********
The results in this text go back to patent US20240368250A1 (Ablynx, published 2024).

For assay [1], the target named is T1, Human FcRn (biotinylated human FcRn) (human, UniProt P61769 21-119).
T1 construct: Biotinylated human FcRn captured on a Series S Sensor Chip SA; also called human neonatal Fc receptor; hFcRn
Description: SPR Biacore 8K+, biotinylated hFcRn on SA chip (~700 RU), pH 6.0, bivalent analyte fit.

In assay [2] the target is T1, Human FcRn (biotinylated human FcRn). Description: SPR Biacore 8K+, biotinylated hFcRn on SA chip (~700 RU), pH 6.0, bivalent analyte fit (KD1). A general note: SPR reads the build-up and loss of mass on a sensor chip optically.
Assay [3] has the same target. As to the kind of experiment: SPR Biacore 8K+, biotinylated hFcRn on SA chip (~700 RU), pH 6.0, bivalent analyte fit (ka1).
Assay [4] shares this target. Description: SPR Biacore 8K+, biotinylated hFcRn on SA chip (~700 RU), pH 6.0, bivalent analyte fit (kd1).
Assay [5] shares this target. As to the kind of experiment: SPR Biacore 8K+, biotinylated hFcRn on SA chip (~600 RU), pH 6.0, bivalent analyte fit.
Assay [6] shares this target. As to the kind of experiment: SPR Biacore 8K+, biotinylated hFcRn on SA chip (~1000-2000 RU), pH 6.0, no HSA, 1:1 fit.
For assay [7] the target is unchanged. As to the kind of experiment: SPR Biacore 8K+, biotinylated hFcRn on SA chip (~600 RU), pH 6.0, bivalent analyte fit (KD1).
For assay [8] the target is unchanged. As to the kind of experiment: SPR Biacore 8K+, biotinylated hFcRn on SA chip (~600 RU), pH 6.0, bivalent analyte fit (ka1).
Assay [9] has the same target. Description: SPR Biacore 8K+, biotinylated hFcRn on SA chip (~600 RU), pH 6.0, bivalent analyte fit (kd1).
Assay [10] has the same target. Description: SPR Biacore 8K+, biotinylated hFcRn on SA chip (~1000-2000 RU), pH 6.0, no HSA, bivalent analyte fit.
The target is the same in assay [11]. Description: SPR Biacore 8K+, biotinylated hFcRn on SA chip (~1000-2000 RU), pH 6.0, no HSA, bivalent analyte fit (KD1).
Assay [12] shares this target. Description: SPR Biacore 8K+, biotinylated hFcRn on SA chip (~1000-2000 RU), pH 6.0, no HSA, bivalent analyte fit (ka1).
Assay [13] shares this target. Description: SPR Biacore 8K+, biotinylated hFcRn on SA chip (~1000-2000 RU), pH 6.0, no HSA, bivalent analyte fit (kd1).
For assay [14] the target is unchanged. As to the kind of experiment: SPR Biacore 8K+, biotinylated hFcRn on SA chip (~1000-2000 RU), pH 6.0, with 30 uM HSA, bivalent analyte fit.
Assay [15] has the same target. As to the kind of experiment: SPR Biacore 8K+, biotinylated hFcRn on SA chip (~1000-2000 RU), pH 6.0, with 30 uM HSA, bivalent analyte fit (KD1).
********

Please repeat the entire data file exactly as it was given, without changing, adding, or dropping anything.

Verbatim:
The results in this text go back to patent US20240368250A1 (Ablynx, published 2024).

For assay [1], the target named is T1, Human FcRn (biotinylated human FcRn) (human, UniProt P61769 21-119).
T1 construct: Biotinylated human FcRn captured on a Series S Sensor Chip SA; also called human neonatal Fc receptor; hFcRn
Description: SPR Biacore 8K+, biotinylated hFcRn on SA chip (~700 RU), pH 6.0, bivalent analyte fit.

In assay [2] the target is T1, Human FcRn (biotinylated human FcRn). Description: SPR Biacore 8K+, biotinylated hFcRn on SA chip (~700 RU), pH 6.0, bivalent analyte fit (KD1). A general note: SPR reads the build-up and loss of mass on a sensor chip optically.
Assay [3] has the same target. As to the kind of experiment: SPR Biacore 8K+, biotinylated hFcRn on SA chip (~700 RU), pH 6.0, bivalent analyte fit (ka1).
Assay [4] shares this target. Description: SPR Biacore 8K+, biotinylated hFcRn on SA chip (~700 RU), pH 6.0, bivalent analyte fit (kd1).
Assay [5] shares this target. As to the kind of experiment: SPR Biacore 8K+, biotinylated hFcRn on SA chip (~600 RU), pH 6.0, bivalent analyte fit.
Assay [6] shares this target. As to the kind of experiment: SPR Biacore 8K+, biotinylated hFcRn on SA chip (~1000-2000 RU), pH 6.0, no HSA, 1:1 fit.
For assay [7] the target is unchanged. As to the kind of experiment: SPR Biacore 8K+, biotinylated hFcRn on SA chip (~600 RU), pH 6.0, bivalent analyte fit (KD1).
For assay [8] the target is unchanged. As to the kind of experiment: SPR Biacore 8K+, biotinylated hFcRn on SA chip (~600 RU), pH 6.0, bivalent analyte fit (ka1).
Assay [9] has the same target. Description: SPR Biacore 8K+, biotinylated hFcRn on SA chip (~600 RU), pH 6.0, bivalent analyte fit (kd1).
Assay [10] has the same target. Description: SPR Biacore 8K+, biotinylated hFcRn on SA chip (~1000-2000 RU), pH 6.0, no HSA, bivalent analyte fit.
The target is the same in assay [11]. Description: SPR Biacore 8K+, biotinylated hFcRn on SA chip (~1000-2000 RU), pH 6.0, no HSA, bivalent analyte fit (KD1).
Assay [12] shares this target. Description: SPR Biacore 8K+, biotinylated hFcRn on SA chip (~1000-2000 RU), pH 6.0, no HSA, bivalent analyte fit (ka1).
Assay [13] shares this target. Description: SPR Biacore 8K+, biotinylated hFcRn on SA chip (~1000-2000 RU), pH 6.0, no HSA, bivalent analyte fit (kd1).
For assay [14] the target is unchanged. As to the kind of experiment: SPR Biacore 8K+, biotinylated hFcRn on SA chip (~1000-2000 RU), pH 6.0, with 30 uM HSA, bivalent analyte fit.
Assay [15] has the same target. As to the kind of experiment: SPR Biacore 8K+, biotinylated hFcRn on SA chip (~1000-2000 RU), pH 6.0, with 30 uM HSA, bivalent analyte fit (KD1).